When a critic can’t even refer to the characters by their correct species, and shrugs off a plot device (a thing every story is going to have) as a knockoff of another series’ plot device (he refers to The Master Emerald as a knock off of The One Ring,) how can you really value the input? Welp, one person wrote a story about a powerful thing, better call it a day, no more powerful things can exist.
Critic 2: Nell Minow
Off the bat this feels foolish with Nell stating: “But movies need more character, dialogue, and plot than video games.” While I will give the steel man analysis of this and argue she might mean films’ minimum storytelling requires more of the things above than games do at a minimum, however, that is not even relevant to the Sonic series in its games. My favorite narrative-driven Sonic game (basically anything after Sonic 3 and Knuckles, which still has a story to it) has nearly an hour and a half of cinematics, alone. That is, it doesn’t even include the dialogue that plays over the story mode of the levels.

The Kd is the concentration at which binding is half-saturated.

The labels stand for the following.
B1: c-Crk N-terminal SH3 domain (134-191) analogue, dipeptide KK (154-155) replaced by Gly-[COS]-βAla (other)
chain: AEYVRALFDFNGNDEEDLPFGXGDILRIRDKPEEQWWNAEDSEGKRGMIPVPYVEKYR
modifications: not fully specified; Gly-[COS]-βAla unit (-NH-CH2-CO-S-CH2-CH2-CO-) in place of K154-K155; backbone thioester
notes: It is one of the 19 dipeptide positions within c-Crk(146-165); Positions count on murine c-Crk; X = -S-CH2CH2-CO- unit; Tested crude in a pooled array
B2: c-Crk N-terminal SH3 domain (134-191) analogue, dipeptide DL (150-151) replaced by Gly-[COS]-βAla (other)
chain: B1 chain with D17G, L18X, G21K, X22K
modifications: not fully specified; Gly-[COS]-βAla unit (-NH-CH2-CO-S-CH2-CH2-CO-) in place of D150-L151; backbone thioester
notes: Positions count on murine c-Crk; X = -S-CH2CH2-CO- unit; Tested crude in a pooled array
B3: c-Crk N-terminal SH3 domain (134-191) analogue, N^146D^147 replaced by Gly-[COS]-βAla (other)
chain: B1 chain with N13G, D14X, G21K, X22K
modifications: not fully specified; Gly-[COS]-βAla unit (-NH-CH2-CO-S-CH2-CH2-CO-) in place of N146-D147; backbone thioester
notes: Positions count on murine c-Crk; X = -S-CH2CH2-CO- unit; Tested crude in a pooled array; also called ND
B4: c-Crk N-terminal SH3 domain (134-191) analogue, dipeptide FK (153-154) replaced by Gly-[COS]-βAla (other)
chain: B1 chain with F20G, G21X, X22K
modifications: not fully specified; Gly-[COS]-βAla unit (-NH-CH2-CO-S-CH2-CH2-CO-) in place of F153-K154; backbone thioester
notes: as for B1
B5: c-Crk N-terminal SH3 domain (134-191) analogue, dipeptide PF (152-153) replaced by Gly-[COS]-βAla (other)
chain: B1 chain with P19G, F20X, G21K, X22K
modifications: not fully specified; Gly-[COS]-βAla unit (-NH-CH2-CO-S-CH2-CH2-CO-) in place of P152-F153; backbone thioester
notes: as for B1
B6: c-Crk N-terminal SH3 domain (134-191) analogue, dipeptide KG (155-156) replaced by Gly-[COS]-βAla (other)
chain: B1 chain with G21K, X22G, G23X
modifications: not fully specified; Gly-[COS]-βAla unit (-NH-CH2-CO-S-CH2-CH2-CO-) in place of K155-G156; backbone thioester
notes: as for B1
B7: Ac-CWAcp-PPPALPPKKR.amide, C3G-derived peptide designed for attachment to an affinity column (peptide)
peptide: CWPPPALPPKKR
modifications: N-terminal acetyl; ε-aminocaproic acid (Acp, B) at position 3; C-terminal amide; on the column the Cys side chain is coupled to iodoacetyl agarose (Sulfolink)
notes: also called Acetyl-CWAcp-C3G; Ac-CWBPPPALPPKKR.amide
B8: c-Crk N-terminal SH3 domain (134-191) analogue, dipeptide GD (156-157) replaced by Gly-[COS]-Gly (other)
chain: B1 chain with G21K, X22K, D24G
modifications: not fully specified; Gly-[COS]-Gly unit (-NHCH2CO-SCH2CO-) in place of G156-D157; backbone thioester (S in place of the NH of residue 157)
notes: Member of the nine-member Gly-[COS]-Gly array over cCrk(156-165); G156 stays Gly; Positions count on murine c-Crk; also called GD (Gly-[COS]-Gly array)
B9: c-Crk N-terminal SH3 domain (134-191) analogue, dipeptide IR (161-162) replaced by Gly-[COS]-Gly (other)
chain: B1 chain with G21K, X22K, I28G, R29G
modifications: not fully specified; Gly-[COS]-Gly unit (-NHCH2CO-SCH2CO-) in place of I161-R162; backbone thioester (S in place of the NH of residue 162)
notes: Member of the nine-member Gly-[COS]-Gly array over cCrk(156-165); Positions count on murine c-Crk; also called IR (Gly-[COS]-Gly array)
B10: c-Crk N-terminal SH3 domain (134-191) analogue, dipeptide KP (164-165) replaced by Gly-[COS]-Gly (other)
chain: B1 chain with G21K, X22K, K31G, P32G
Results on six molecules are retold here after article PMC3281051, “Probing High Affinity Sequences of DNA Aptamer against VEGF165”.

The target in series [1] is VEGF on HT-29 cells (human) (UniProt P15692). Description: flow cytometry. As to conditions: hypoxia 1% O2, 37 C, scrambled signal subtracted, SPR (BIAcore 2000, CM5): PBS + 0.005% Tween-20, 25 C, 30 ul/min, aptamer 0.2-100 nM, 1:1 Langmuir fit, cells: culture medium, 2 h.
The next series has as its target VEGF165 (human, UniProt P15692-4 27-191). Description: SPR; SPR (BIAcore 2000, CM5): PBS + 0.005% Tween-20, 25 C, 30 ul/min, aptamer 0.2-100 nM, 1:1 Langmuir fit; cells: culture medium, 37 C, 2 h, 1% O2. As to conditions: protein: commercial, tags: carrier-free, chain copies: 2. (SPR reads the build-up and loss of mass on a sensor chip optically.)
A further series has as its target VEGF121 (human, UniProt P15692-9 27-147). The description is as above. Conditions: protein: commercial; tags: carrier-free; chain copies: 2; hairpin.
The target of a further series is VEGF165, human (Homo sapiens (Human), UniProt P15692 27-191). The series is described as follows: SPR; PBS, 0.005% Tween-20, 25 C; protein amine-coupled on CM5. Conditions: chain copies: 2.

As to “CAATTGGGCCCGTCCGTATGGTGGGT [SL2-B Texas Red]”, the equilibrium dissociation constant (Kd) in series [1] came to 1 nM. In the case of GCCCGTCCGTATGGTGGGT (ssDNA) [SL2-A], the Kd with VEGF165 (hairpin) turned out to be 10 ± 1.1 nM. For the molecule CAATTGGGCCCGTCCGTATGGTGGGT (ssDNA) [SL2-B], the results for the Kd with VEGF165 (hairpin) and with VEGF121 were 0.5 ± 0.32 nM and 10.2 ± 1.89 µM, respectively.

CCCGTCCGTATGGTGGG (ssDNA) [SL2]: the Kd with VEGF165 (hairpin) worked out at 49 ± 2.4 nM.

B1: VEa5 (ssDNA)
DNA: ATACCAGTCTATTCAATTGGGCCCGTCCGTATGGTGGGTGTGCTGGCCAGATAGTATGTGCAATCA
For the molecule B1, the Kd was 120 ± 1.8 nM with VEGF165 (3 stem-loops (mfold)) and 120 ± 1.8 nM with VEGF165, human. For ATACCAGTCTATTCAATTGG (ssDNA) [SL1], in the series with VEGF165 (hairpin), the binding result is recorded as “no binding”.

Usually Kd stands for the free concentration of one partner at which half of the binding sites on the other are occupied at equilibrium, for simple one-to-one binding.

She also opines the film is “a movie aimed at younger children,” and while, sure, it is a family movie with a theme accessible to younger children, assuming a franchise that has been around for three decades is targeting “younger children” and not “fans of the series” is foolish, at best.
Nell also asserts that there is a “lot of mayhem” and “a scary giant robot” as if that is too much for children to handle. I grew up with The Land Before Time. Wreck-It Ralph (which critics actually praised) has a humanoid-bug-monster-fusion and guns. The Lion King (both versions, obviously) has actual, literal murder.
This critic’s final claim is that parents will enjoy some “retro songs” and seems to make no acknowledgement of the thirty year old game series that the film is based on. Those who enjoyed the series, even if only at intersections, and not continuously, will enjoy many acknowledgements to the game series as a whole.
Critic 3: MontiLee Stormer
This one has a remarkable comment, smacking down even Jim Carrey’s hilarious work as Dr. Ivo “Eggman” Robotnik: “A silent Robotnik is far more menacing than a Robotnik that enjoys the sound of his own voice.” This is clearly spoken by someone with no familiarity of the subject material. Every voicing of Robotnik throughout history has had a hammy, rambling doofus who may be technically smart, but will always be outdone by a team of tenacious friends.